Lusine Kharatyan was born in Yerevan in 1977. In 1999, she graduated with distinction from the History Department of Yerevan State University. She holds a Masters degree in Public Policy/ Social Policy (2004) from the Hubert H. Humphrey Institute of Public Affairs at the University of Minnesota, USA, and a General Diploma (2000) in Demography from the Cairo Demographic Center, Cairo, Egypt.
Since 2012 Lusine Kharatyan heads DVV International (Institute for International Cooperation of German Adult Education Association) Armenia Country Office. For the past six years she has been extensively involved in DVV-initiated Armenia-Turkey reconciliation project “Speaking to One Another: Adult Education and Oral History Contributing to Armenian-Turkish Reconciliation,” first as an expert, then coordinator and finally becoming the main lead from Armenia. Through non-formal education, oral history research and student learning, the project has contributed to democratization in both societies and is widely recognized as one of the most successful civic initiatives in this field. Lusine’s past experience includes research and practical work on civil society development in Armenia, education sector reforms, and integration issues of refugees (including a one-year Boell fellowship). Her research interests include anthropology of borderline cultures, border symbolism, border-center relations and perception of motherland, refugee culture and migrant populations, social/cultural impact of policy reforms, civil society formation in Armenia, and value systems and their transformation. Lusine holds a Master’s degree in Public Policy from the University of Minnesota and a Diploma with distinction from the History Department of Yerevan State University.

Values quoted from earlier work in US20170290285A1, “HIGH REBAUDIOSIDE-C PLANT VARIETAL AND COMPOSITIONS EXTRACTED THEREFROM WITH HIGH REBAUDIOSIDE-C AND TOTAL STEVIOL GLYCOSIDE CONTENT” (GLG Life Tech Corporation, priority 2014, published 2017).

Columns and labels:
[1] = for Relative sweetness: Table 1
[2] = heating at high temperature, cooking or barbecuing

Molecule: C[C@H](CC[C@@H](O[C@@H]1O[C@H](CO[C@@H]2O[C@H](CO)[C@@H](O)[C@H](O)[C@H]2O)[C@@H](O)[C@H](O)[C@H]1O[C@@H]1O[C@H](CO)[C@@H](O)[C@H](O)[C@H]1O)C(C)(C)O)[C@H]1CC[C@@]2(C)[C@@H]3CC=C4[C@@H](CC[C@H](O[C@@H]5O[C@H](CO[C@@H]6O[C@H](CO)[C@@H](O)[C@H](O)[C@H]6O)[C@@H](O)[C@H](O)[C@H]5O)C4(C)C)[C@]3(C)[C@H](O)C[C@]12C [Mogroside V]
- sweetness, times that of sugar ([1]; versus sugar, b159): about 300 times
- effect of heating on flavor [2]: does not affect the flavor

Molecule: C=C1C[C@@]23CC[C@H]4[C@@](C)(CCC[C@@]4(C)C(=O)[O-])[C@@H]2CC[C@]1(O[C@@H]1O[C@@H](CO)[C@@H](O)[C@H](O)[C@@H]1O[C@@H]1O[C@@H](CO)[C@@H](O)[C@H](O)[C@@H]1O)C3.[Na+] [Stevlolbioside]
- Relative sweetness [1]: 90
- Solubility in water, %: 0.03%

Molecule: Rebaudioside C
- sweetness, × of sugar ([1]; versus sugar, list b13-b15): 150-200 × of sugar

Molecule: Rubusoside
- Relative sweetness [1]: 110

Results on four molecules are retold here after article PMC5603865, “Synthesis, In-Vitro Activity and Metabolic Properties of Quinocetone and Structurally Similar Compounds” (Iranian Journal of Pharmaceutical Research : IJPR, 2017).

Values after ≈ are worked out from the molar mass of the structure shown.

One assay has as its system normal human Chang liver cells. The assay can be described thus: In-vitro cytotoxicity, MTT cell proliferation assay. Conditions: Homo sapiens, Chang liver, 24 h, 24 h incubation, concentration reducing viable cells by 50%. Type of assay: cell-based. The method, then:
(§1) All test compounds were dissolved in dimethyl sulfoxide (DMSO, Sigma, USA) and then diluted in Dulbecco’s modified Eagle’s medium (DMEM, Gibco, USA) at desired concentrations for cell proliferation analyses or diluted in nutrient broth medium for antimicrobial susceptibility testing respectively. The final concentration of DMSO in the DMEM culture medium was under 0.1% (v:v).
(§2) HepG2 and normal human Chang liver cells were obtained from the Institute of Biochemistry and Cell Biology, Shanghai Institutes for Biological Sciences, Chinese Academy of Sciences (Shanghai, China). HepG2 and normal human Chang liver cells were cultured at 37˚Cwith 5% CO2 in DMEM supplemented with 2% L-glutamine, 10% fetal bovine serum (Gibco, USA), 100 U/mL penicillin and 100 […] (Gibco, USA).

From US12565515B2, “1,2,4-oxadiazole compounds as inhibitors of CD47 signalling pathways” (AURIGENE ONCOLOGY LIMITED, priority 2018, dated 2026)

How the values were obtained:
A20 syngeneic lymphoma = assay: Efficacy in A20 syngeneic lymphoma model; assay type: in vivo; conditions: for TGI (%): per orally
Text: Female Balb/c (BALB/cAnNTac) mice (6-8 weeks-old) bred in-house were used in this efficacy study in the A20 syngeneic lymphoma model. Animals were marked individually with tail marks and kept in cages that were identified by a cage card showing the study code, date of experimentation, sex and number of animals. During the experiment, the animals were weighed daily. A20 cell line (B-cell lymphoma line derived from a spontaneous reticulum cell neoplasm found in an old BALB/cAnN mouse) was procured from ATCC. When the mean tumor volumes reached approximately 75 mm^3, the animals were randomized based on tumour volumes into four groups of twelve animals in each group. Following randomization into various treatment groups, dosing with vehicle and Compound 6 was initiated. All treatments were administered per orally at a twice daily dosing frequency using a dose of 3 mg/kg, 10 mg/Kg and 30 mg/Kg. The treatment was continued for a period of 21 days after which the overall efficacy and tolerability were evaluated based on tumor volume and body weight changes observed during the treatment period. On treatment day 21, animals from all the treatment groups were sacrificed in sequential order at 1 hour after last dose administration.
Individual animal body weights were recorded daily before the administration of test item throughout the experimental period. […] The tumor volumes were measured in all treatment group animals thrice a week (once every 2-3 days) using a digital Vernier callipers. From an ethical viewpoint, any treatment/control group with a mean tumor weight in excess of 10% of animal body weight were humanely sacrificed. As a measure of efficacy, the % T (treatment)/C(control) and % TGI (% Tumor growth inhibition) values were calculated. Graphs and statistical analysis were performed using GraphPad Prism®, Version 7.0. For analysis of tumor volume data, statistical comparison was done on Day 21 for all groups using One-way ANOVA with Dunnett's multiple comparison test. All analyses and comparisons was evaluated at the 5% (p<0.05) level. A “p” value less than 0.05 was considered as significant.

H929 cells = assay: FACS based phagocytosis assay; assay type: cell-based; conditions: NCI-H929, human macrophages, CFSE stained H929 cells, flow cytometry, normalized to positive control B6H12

In the frameworks of the HBF Scholarship Programme Lusine Kharatyan’s research topic “Alienated" in one’s own group?” Adaptation Specifics of Armenian Refugees from Azerbaijan in Armenia: The case of Vardenis Region of Gegharkunik Marz of the Republic of Armenia” deals with the socio-cultural aspects of adaptation of Armenian refugees in one of the rural areas of Armenia. It is aimed to reveal a model of “mine – non mine” in today’s Armenian society, based on the case of refugee adaptation in a new place. Models of adaptation of “new” territory by refugees, i.e. mechanisms of cultural pioneering and adaptation of “alien” territory, as well as the formation of interrelations between refugees and locals in the context of “mine” and “mine-non mine” are examined.